Recent years have seen an increase in demand for air travel and therefore pilots, but a lack of people stepping forward to fill positions.

The high cost of pilot training and previous halts on hiring in the US has deterred potential aviators from entering the industry. The US requires pilots to have a four-year bachelor degree (even if it is unrelated to aviation) in order to obtain their license, which has received many negative responses claiming that it is “too expensive”.

Last week, Trans States Holding (TSH) announced that it will reduce Trans States Airline (TSA) operations until completely ending them by the end of 2020, with pilot acquisition problems being a major factor in the decision.

TSH’s Chief Executive Officer, Rick Leach commented that captain shortages at the airline would result in it not being able to reach productivity targets and current flying obligations to United Airlines. Trouble with TSA has led to United transferring 36 of the airlines ERJ 145s to its other investor, ExpressJet.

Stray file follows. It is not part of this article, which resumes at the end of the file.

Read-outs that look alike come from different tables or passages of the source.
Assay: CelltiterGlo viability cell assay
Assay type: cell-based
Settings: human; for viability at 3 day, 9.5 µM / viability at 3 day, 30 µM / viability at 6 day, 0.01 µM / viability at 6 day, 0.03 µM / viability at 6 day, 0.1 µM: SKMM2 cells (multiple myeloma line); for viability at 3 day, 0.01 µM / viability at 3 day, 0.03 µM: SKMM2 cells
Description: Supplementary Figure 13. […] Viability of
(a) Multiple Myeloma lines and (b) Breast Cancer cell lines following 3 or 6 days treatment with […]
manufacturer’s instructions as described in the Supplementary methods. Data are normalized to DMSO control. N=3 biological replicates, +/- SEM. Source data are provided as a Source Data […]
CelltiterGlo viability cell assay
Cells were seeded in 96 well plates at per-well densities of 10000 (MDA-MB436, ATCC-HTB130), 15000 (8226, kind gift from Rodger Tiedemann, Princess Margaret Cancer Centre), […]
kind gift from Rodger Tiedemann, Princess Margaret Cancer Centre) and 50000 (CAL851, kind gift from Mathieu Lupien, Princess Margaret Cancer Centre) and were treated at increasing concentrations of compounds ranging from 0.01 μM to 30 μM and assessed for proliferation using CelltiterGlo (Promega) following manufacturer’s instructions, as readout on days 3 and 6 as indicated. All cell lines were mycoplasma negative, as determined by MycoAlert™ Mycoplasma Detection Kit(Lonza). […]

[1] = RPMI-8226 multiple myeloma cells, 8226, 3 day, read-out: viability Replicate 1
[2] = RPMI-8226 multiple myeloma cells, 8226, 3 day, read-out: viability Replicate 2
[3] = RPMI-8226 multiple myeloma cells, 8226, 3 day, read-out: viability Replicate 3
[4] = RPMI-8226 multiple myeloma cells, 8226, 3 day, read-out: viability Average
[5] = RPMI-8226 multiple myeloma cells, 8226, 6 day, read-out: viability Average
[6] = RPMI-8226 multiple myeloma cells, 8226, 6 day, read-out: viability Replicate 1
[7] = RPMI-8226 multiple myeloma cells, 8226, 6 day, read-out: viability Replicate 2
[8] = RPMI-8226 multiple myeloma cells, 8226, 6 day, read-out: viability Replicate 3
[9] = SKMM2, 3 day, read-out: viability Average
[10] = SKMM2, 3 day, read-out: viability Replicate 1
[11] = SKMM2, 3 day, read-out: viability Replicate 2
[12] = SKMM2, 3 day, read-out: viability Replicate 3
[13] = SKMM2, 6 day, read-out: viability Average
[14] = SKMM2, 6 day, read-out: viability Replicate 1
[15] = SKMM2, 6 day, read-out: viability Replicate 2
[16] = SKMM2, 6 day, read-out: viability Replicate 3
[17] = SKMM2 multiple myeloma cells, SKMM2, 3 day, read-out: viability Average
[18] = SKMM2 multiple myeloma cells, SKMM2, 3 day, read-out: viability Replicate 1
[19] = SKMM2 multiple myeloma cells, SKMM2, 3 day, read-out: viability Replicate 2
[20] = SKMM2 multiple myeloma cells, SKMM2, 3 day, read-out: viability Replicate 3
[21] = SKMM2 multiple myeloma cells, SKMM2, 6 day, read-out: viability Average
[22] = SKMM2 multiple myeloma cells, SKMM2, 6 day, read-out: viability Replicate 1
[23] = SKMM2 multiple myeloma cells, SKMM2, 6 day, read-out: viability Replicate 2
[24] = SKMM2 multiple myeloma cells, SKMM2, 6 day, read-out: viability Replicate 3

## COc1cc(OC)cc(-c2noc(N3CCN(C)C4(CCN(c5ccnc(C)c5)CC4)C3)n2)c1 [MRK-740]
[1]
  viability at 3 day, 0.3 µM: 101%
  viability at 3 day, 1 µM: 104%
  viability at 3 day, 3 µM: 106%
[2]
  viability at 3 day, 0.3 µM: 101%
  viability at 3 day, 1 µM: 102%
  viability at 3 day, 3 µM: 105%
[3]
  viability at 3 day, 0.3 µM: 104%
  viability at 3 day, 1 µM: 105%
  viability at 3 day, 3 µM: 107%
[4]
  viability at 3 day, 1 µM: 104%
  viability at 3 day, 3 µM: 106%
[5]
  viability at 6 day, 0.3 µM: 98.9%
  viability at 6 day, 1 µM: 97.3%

A SR representative at the Aircraft Owners and Pilots Association said in 2019, “We’re not even creating 6,000 pilots per year, which is nowhere near the projections of what’s needed to meet demand.” This is on top of Boeing estimating the necessity of 637,000 more pilots over the next 20 years.

Larger airlines are starting to “pluck pilots” from smaller airlines, said to be offering high wages among other deals. This tends to have a large impact on the regional airlines as they lose their pilots and subsequently, cannot meet schedules. It can be seen as early as 2016, when Republic Airways filed for bankruptcy claiming that pilot shortage was a huge contributor towards its reorganisation.

In light of the pilot shortage comes Lear Academy: a new pilots academy running a co-ed training programme but focusing on recruiting more women into the industry. Founder Erin Lear stated, “The cost to get your pilots license will be considerably less expensively than traditional flight schools using our fleet of modern high-tech electric aircraft.” It is planning to use all-electric training vehicles including eFlyer. VTOL and Envoy aircraft.

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